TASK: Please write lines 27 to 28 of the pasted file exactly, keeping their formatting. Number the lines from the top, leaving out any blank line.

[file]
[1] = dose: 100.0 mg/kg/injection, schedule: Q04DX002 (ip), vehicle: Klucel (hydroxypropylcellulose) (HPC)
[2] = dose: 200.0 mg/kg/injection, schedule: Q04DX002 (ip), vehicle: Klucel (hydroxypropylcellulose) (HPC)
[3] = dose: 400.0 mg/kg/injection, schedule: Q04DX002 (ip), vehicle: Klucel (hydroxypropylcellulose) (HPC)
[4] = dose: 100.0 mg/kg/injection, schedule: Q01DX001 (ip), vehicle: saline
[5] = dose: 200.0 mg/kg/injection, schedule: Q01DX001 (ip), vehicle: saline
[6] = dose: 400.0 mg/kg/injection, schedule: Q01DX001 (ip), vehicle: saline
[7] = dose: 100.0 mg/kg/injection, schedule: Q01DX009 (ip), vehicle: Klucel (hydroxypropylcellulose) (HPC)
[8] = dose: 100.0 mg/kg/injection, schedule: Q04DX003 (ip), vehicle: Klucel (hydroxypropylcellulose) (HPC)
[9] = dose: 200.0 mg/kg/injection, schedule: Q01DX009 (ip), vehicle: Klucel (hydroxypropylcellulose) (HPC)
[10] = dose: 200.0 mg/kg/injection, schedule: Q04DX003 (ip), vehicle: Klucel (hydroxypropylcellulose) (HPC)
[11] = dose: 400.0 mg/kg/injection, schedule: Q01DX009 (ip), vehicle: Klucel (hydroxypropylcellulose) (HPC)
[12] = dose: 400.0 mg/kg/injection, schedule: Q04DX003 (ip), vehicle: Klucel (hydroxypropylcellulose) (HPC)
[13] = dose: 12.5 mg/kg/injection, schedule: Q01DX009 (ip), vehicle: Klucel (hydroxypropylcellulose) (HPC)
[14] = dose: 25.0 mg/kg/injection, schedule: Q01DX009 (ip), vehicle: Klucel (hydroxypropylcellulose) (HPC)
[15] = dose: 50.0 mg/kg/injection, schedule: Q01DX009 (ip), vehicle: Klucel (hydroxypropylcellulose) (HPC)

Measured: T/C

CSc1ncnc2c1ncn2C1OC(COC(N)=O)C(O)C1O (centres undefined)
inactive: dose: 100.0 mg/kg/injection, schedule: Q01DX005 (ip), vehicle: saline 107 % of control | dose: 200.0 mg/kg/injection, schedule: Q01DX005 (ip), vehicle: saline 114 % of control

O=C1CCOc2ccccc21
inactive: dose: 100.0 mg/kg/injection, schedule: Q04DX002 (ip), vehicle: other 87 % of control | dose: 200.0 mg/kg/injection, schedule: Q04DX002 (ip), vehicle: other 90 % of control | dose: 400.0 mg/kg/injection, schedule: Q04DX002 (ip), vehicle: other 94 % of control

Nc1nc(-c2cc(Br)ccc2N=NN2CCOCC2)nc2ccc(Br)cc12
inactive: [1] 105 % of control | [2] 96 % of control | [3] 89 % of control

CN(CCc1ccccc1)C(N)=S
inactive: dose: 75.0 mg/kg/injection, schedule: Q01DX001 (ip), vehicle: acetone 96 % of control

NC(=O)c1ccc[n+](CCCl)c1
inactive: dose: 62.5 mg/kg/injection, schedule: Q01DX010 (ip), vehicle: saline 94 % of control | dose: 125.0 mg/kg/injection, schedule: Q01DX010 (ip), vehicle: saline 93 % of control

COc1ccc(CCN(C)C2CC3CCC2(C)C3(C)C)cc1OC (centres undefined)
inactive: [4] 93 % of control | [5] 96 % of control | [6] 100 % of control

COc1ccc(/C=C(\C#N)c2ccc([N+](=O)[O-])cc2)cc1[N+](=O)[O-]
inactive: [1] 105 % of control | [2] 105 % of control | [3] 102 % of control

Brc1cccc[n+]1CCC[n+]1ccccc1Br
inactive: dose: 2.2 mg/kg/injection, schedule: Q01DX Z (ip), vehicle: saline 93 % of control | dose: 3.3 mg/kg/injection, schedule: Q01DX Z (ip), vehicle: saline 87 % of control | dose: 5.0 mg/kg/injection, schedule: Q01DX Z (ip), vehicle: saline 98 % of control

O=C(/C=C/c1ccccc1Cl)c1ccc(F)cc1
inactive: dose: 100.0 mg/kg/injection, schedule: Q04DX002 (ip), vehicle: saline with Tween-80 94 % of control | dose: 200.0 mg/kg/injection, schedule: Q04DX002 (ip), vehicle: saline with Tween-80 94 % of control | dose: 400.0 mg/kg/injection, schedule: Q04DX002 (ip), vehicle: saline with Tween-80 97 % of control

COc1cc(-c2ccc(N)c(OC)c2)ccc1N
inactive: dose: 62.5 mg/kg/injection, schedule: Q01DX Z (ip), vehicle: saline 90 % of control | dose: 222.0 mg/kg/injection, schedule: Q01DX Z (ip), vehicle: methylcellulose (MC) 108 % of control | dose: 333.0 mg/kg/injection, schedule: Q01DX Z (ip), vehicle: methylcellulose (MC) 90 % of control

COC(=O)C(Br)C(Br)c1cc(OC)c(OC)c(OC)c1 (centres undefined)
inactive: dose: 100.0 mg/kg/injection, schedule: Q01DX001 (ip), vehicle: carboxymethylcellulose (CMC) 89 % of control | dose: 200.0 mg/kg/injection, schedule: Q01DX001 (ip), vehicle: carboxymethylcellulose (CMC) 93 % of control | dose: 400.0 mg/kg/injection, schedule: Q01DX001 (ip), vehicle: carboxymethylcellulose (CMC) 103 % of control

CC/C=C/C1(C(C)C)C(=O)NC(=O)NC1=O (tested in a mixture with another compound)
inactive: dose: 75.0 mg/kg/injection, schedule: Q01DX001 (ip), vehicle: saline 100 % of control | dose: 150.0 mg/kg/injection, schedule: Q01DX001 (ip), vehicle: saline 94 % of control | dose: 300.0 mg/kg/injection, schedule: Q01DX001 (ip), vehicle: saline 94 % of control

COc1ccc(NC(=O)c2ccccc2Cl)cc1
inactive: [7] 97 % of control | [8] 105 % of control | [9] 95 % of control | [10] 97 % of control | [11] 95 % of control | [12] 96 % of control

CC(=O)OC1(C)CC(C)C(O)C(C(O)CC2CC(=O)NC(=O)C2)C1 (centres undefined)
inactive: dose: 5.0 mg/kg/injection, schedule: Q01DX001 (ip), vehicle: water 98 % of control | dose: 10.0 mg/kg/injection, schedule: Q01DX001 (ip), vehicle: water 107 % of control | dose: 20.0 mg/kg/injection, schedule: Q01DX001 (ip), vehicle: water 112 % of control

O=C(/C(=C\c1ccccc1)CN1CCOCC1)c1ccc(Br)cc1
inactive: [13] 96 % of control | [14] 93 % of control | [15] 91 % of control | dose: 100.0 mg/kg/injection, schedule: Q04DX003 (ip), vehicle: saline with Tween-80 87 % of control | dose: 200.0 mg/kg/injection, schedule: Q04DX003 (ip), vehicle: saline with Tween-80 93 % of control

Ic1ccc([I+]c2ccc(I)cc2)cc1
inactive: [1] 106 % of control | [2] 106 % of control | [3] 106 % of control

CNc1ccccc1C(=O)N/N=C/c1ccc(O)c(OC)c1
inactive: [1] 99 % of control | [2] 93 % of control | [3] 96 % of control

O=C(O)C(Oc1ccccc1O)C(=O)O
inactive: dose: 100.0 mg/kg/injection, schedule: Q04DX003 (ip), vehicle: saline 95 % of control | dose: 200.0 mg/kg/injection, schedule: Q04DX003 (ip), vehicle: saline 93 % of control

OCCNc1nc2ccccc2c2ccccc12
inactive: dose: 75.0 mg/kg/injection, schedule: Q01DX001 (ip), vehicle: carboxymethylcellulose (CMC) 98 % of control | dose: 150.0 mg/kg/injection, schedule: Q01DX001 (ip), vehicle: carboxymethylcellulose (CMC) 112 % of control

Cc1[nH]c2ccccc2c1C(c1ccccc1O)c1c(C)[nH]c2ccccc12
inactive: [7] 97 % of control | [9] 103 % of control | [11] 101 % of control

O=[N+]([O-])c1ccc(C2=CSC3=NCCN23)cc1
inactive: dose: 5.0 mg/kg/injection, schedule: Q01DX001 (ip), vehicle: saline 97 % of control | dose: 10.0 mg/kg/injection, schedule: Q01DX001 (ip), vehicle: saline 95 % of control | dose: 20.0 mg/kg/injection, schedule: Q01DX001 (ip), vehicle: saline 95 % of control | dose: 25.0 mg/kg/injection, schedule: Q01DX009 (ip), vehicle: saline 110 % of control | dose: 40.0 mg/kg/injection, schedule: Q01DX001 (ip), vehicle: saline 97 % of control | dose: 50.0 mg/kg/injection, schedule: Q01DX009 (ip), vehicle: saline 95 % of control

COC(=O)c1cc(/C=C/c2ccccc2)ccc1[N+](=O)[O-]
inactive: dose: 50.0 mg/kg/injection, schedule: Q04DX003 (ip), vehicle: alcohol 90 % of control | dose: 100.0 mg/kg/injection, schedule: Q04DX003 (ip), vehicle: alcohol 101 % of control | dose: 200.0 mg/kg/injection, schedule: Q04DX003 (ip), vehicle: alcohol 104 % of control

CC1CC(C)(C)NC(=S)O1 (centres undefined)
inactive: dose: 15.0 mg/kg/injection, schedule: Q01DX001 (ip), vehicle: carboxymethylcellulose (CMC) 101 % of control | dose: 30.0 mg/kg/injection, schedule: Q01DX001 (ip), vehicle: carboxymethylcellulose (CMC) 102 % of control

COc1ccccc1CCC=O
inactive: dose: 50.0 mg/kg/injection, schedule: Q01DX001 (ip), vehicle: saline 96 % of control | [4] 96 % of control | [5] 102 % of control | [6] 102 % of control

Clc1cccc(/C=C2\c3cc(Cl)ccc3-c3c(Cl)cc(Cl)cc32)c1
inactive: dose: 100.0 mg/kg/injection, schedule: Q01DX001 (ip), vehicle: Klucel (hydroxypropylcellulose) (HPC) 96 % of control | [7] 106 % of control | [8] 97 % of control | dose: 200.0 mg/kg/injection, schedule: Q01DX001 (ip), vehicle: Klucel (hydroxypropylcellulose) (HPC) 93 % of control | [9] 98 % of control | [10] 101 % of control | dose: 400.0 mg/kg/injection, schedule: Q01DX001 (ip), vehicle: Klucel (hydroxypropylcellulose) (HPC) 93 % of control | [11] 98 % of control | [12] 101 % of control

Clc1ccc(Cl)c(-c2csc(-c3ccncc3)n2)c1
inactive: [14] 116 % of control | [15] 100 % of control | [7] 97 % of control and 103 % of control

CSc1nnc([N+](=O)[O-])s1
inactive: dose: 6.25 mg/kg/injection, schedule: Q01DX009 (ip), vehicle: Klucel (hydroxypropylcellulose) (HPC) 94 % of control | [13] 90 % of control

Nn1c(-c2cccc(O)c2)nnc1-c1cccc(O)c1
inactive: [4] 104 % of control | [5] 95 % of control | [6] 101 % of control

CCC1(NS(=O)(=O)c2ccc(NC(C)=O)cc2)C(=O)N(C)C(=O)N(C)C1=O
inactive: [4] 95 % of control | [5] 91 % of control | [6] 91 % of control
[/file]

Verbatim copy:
COc1ccc(CCN(C)C2CC3CCC2(C)C3(C)C)cc1OC (centres undefined)
inactive: [4] 93 % of control | [5] 96 % of control | [6] 100 % of control